Quebec City

Arriving in Quebec City was a shock to the system. Turns out that while I was enjoying myself in Nova Scotia Quebec had been having some pretty extreme weather, snow in Montreal, half the province underwater, meaning that when I arrived in Quebec City the temperature was in the high twenties with 90% humidity. Those that know me well can guess how well I coped with that. The 10 minute climb up the hill from the station to the hostel almost killed me and that’s not an exaggeration. Luckily that evening there was a mega thunderstorm (I love thunderstorms) complete with multi strikes of fork lightning and hail stones! By the morning the weather had cooled down and I was back in my North face coat, the day after was sun burn territory again, seriously Quebec weather is weird. 

The city itself is beautiful and does feel more like it belongs in Europe than anywhere this side of the world. It also a city of two halves, one half is historic and European, the other feels like the edgier end of any English city and there’s literally a wall between them! Anyway Onto highlights

  • Montmorency Falls – a hostel organised tour that I signed up for. A group of us caught the bus, got to see a bit more of the City and then get wet and windswept admiring the falls that are higher than Niagara. Really quite spectacular, just annoying that the zip line that ran across them was closed. After the tour all of us headed back into town and spent the next 7 hours drinking our way through the bars of Quebec, finding that Aussie, English and American really are 3 different languages and eating poutine. It was an excellent day, thanks tour buddies.
  • The Museum of Civilization – I had time for one museum in Quebec and as I started I really thought I’d chosen wrong. The Hergè exhibit hadn’t yet opened and the ground floor seemed to encompass a somewhat uninspiring, if informative  exhibit about the founding and history of Quebec. Upstairs it became one of my favourite museums. The First Nations our story exhibit was spectacular, artwork combined with history, artefacts, projections and spoken words myths and first hand accounts available to listen to throughout. There was an excellent interactive exhibition on the human brain and the study of mental illness and a maze with hidden keys in 6 interactive rooms. Well worth a trip.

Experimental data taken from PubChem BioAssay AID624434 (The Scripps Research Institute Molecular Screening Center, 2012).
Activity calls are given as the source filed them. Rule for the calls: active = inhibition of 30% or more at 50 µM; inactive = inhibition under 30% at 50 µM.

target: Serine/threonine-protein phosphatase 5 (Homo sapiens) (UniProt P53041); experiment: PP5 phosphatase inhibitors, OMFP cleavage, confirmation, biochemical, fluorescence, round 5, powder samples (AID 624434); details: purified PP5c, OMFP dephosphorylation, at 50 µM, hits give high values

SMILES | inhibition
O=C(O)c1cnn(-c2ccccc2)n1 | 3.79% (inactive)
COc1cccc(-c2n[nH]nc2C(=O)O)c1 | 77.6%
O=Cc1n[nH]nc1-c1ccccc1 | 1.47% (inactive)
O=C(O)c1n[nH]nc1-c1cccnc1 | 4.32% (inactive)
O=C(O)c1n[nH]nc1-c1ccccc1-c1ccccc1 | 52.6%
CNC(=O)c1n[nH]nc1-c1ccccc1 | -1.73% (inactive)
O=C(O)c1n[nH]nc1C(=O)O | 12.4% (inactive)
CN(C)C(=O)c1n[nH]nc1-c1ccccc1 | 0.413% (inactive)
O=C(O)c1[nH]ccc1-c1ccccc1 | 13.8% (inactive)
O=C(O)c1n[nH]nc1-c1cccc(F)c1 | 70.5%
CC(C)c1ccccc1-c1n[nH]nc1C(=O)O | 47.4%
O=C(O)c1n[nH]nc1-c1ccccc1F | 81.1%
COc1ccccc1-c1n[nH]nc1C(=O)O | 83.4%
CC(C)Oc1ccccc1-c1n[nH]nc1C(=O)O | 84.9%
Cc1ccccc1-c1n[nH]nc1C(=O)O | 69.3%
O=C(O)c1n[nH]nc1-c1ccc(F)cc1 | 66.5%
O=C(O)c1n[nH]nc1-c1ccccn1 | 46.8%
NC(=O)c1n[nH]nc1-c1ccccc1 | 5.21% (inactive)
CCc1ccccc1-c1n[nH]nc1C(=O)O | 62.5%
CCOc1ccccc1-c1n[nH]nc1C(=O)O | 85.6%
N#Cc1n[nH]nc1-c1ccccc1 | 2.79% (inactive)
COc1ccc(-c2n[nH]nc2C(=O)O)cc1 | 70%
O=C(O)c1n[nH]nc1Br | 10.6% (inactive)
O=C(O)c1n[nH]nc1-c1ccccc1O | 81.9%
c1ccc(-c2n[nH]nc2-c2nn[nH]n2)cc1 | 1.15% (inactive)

I could’ve spent more time in Quebec City, I really liked the vibe, apart from the tourists. You’ll be quietly walking down a side street and then you’ll suddenly run into a huge noisy school group. The whole of the old city is littered with shops selling overpriced tat and restaurants pretending to offer authentic cuisine at an extortionate mark up. Still, it’s a lovely city to just wander. 

So that’s Quebec City, if any friends ever fancy it I would definitely consider coming back here, especially off season without tourists and crazy weather! 

Riding the Rails: Halifax to Quebec City

I will say very little here, because for those of you that follow along I was live posting on instagram for the whole journey. A few quick extras though: on season shiny new trains, while giving me a single seat, are not as comfy to sleep in. Why can they not get the temperature right on the trains! Too hot in the carriage, too cold in the canteen car. Also many thanks to Megan (my train mate from my journey to Halifax) for messaging and telling me how to get my water bottle refilled! 

So without further ado, here’s some photos.

 

Halifax – part 2

So Halifax part two! After the whirlwind that was Nova Scotia it was nice to get back to the hostel in Halifax and just chill out. The Halifax hostel really was wonderful and the people were so friendly, also I got the same bed I had before so it felt it bit like coming home. This time I focused on the museums and Canada has got some fantastic museums. 

The Maritime Museum of the Atlantic – some nice bits of history on Halifax’s important role in naval history, a stuck up parrot that refused to talk to me and a boat gallery complete with kraken. The Halifax explosions exhibit (when in 1917 a ship laden with explosives crashed into another ship in the bay, killing more people than died in the First World War) was very well put together and I loved the shipwreck treasures exhibit. The Titanic exhibit was a little terrifying, ships from Halifax brought the bodies in from the wreck and the fact that they have a replica of the promenade that you can walk on was a little too creepy for me. 

The Museum of Immigration at Pier 21 – something I’m noticing about Canada, publicly at least (in terms of museums and things), is a lot more honest about its past mistakes. The immigration Museum not only highlights Canada’s previously restrictive immigration policy and exploitation and abuse of immigrant workers, but also acknowledges the importance of immigrants in making the country as successful as it is today and the many ways it still needs to continue to improve its views on immigration. I can’t help feeling that if England had this kind of attitude, we might not have ended up in the mess we are currently in. Also here’s an interesting factoid the “not wanted” sticker on immigrants luggage was not to do with their immigration status, but luggage that was stored in the hold and not wanted throughout the voyage, so you learn something new everything day. 

So that’s my round of up Halifax over, it’s been one of my favourite places in Canada, partly because it’s very similar in vibe to Bristol now it’s onwards and back on the train once again!